The Creator of Netflix's Electrifying 'Bodyguard' Reveals What's Next for the Show

the bodyguard
'The Bodyguard' | Netflix
'The Bodyguard' | Netflix

Major spoilers for Bodyguard Season 1 to follow.

Netflix's latest thriller binge is a British import that won't let you down: Bodyguard, a miniseries that spans six episodes of high-stakes political intrigue. The show stars Richard Madden (of Game of Thrones fame) and Keeley Hawes (from Starz's The Missing), and is so suspenseful you’ll be out of fingernails by the end. We can't recommend it enough.

New fans have Jed Mercurio, the mind behind the BBC's popular Line of Duty, to thank. The showrunner worked closely with real police protection officers and explosives experts to craft the story of David Budd (Madden), the titular bodyguard who's charged with protecting the UK Home Secretary (Hawes) amid a string of terrorist attacks. David's straightforward job becomes more than a little complicated once personal and professional boundaries blur, and, like we said, the result will leave you feeling very stressed. In a good way.

If you haven't already, finish season 1. Then read on. We called Mercurio to discuss his new show's most stressful moments, the reason for that heartbreaking death, and what a second season could look like.

the bodyguard
Richard Madden and Keeley Hawes in 'The Bodyguard' | World Productions/Netflix

Thrillist: This finale is one of the most intense episodes of TV I've watched in recent memory. What strategies did you employ to make the bomb-defusing scene, in particular, feel so fresh and suspenseful?
Jed Mercurio: To make the bomb-defusing quite quick and simple in a lot of ways just diminished the threat. So it was important that the character [David] was in a situation that appeared to be of great jeopardy and complex jeopardy. We needed a certain number of fail-safes in the device in order that he wouldn’t be able to get out of it, because normally a person who’s wearing one of those things is compliant with the mission. So, the idea that somebody is put in one of those things, and any attempt to rebel against the mission would lead to it going off, was crucial.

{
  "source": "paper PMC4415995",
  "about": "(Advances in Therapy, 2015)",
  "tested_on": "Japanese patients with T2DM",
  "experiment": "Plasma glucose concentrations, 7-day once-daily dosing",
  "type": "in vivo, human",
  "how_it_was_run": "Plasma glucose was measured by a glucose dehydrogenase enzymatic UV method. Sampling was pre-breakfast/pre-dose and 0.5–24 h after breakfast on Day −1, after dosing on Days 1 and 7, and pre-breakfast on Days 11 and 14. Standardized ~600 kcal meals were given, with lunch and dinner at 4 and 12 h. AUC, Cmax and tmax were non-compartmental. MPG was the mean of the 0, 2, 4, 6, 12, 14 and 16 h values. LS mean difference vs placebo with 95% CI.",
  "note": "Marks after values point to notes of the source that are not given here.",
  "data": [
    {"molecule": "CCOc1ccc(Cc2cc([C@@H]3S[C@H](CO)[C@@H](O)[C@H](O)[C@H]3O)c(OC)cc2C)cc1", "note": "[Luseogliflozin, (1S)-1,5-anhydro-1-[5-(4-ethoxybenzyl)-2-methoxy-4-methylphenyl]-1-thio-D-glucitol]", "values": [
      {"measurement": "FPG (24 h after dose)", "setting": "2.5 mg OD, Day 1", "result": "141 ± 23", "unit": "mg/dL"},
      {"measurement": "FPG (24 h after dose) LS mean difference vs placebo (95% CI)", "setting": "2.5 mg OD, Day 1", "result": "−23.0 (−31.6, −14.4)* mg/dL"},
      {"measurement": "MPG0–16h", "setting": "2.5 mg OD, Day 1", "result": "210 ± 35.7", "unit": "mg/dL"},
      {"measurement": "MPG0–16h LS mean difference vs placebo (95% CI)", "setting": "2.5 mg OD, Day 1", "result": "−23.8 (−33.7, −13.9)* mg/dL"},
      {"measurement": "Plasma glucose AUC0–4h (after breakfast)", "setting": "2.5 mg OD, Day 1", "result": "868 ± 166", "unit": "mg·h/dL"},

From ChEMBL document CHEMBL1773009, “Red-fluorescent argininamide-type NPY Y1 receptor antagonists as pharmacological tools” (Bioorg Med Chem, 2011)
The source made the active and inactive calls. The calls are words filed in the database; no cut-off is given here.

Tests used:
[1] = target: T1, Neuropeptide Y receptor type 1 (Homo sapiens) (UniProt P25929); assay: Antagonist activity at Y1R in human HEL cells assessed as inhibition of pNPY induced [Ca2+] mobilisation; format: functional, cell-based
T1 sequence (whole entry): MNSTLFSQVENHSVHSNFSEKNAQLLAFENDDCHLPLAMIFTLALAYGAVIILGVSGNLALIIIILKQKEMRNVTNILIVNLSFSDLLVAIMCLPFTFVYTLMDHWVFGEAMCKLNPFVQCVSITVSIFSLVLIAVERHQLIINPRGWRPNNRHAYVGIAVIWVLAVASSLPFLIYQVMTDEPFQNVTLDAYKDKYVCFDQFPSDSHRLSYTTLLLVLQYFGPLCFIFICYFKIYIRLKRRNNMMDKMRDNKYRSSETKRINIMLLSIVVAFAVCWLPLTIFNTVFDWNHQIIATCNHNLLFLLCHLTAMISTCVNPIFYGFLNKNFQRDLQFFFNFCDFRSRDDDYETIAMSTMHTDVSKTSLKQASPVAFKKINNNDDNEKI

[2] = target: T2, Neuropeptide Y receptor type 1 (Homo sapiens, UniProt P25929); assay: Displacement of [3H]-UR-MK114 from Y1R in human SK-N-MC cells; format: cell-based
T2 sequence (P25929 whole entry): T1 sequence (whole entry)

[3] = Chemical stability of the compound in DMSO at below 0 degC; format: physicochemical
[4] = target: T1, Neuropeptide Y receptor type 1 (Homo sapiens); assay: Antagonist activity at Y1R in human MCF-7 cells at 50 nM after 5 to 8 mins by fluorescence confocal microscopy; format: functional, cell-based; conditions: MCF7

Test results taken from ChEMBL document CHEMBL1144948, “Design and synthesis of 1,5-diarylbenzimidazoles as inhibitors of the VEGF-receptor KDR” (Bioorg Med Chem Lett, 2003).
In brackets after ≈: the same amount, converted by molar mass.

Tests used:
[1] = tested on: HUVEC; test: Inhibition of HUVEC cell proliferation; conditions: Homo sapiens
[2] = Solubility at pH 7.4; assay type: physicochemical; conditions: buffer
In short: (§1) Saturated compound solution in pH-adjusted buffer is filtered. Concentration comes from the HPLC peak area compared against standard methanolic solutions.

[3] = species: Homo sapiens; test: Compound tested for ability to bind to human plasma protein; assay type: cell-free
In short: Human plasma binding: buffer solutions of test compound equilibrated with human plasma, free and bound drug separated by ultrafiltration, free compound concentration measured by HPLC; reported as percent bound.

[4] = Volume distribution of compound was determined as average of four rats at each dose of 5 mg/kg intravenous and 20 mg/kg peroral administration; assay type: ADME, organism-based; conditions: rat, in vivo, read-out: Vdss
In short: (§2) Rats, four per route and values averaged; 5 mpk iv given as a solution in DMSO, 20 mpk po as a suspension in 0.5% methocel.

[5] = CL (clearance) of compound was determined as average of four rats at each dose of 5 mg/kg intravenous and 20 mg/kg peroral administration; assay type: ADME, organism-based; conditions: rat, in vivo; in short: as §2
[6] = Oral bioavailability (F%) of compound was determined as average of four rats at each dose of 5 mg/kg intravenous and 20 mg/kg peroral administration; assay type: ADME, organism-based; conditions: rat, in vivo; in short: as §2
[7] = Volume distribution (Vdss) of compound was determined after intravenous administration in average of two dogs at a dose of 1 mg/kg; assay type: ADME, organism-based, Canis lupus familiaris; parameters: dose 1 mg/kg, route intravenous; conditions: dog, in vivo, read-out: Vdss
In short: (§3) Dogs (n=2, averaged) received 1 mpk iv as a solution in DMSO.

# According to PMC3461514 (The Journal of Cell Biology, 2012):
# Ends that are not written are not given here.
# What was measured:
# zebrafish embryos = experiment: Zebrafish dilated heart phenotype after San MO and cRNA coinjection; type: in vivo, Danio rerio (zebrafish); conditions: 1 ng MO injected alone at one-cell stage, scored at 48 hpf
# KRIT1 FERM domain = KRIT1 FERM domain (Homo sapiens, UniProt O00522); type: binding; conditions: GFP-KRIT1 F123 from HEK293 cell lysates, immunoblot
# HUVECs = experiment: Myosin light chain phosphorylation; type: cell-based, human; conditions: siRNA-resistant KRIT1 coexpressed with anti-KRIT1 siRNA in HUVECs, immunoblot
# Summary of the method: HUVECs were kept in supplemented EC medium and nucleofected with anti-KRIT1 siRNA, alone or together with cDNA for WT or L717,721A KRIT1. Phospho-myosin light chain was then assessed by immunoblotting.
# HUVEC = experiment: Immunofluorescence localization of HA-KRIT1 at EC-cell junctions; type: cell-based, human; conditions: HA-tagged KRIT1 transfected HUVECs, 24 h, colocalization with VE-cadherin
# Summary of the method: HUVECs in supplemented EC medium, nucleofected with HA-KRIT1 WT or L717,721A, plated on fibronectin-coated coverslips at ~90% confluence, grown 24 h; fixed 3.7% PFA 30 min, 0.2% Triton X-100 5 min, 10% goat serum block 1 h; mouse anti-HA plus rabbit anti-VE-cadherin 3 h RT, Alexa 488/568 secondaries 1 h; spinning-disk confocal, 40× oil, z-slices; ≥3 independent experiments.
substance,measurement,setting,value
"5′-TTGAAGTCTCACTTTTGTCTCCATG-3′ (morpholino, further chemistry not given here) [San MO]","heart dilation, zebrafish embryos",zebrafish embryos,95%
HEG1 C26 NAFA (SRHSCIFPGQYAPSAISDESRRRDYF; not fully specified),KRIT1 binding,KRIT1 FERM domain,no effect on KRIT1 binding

In terms of the defusing of the device, we got advice from explosives experts about strategies and procedures that would be applied to the real version of this situation. [The suspense] was much more about the story that’s going on parallel: What secrets David’s revealing in that scene, how he tries to manipulate the situation, and how people are responding to him with skepticism -- that people wouldn't believe certain things he said and then they would believe other things he said. A lot of work went into making it credible.

What becomes so exciting is watching David work his way out of that predicament. How did you come up with his escape plan?
We felt that the character had to be part of the final denouement. So he had to be in a situation where he didn’t trust that he was still going to be listened to. That meant creating a kind of dramatic arc where even if he succeeded in defusing the bomb and gave himself up, all that would happen would be he’d be taken into questioning and the bad guys would still be at large. At that point in the story, he’s very skeptical that the authorities will follow through with the investigation. So he actually does a number of things, early on, to lay the groundwork for his escape: He tells his wife to leave, he makes sure everyone is as far back as possible, he asks questions about the progress of the investigation. All those things lead into his escape, but he didn’t communicate any of that to the audience or to those other characters, so it’s a big surprise when he continues his mission.